After the decline of the Kushana power due to attacks by the Sassanians and the White Huns from North Central Asia, the remnants of Gandharan art lingered on in Kashmir and Afghanistan. However, in the deep, jade green valleys of the caravan route between Takshila and Bactria, the wandering monks undermined the high rock cliffs of the Hindukush with sacred grottoes luxuriously decorated with sculptures and paintings with both Indian and Iranian influences decorated with stucco (prolifically used for ornamentation, in what is now Afghanistan) creating one of Buddhism's greatest monastic centres at Bamiyan. The most spectacular carvings at Bamiyan are the three majestic figures of the Buddha, cut into the valley walls, towering  upto 175 feet in height. After the eighth century however, this monastic centre was abandoned and the advent of Islam in Central Asia made these huge icons a target for the Mongol and Mughal intolerance suffering major damages.In Surkh Kotal around late first century, Kanishka had a unique dynastic shrine erected which transformed a complete hill into a sanctuary for stone figures of Kushan rulers and various deities. A remarkable feature of this monument was that it had a parallel down south in central India at Mathura. Called the Mat or Tokri Tila, it was plundered for centuries by the local villagers for building materials, leaving nothing but the mutilated remnants of Sikri sandstone sculptures. However, the workshops where these sculptures were made, at Mathura, which was already a holy place for Jains, Buddhists and Hindus, benefitted from exchange of sculptural styles and features due to this unique Kushan experiment.Close to Mathura was discovered the parallel of the Tokri tila, another Kushan dynastic shrine at Gokarneshwar, as well as a Jain stupa location at Kankali Tila.

   Buddhist sculptures originating from Mathura during the reign of Kushans also includes many aYaksh  and Yakshi and Naga (serpent deities) figures, demonstrating their descent from the Shunga originals, though the Yakshas evolved into Bodhisattvas to fit into Buddhism. The Mathuran icons were popular all over Doab, and even Sarnath, where they were copied in the local Chunar (cream) sandstone. Early examples of entirely Indian Buddha are ascribed to this period in Mathura, wearing thin robes suitable for warmer climates. This style, developed at Mathura, endured through the third century which marked the fall of the Andhras in the Deccan and weakening of the Kushans too.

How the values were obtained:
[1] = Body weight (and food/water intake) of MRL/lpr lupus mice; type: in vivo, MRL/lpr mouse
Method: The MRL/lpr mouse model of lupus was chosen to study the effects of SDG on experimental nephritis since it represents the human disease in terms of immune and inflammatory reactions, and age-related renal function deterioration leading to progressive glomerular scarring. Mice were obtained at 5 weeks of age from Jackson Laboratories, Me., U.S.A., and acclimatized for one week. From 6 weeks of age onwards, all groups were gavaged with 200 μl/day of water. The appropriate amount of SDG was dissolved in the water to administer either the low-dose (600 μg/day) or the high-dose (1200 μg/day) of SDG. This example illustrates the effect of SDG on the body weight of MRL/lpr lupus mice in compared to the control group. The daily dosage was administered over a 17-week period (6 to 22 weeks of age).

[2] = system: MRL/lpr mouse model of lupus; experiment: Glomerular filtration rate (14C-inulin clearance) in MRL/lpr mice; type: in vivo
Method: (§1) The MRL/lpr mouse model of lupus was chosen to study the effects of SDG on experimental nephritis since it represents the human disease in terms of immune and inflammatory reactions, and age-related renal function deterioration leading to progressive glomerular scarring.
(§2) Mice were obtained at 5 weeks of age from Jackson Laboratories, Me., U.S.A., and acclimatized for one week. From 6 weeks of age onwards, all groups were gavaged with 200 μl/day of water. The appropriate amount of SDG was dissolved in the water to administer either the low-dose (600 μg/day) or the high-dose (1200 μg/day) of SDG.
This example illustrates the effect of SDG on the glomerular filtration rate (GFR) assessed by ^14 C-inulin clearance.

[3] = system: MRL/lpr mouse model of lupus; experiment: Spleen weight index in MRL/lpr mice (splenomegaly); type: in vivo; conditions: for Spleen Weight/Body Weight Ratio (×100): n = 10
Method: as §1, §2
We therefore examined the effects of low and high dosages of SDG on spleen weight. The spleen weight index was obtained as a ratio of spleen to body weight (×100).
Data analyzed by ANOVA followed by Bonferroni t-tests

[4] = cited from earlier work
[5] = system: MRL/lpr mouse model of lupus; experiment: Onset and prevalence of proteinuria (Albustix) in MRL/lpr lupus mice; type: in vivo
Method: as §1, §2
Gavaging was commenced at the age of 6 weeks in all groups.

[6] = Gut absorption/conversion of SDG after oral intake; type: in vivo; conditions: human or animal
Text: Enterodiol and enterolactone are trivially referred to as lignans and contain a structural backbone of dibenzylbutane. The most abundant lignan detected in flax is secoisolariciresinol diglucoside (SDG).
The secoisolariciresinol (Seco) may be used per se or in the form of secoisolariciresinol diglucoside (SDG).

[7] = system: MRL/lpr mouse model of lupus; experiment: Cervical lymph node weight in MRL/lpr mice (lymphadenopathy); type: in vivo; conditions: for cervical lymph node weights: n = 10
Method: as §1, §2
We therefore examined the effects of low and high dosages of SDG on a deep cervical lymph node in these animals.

Drunlcen ourtesan, helped  by a  youth & attended by a young female servant & an elderly courtesan. Bacle of panel function from Mathura. Kushan 1st 2nd AD.National Museum, New Delhi. May be Vasantsena. (click on pic. to see larger image)

Standing Buddha with nimbus.Black calcareous marble.National Museum ,New Delhi.Gandharan school.Stylized form,praying figure at lotus flower pedestal. 3rd century.AD. (click on pic. to see larger image)

Female statue.Goddes Rome/athena. 2nd cent AD. cent Museum Lahore.2'2", pursiut of perspective effects.Alexendria was assuredly in contact with the gandharas.Probably a wode commissioned by a westerner .

(click on pic. to see larger image)

Head of Buddha. Painted stucco.4th & 5th AD. Central Musium. Lahore. deep black hair,bright red lips,urna between brows,red lines around eyclids,how vivid colours enlivened the dull stucco structures,gandharan coroplasts. (click on pic. to see larger image)

 

Colossal Buddha of Baniyan(175' tall) 4/5th century AD,National Museum, New Delhi. Enormous rock carved,damaged by Muslim artillery.Stylistically derived from Buddhas of  gandharan, Mathuran,archaic gupta styles. (click on pic. to see larger image)

 

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Arts Indian Atelier 1999-2000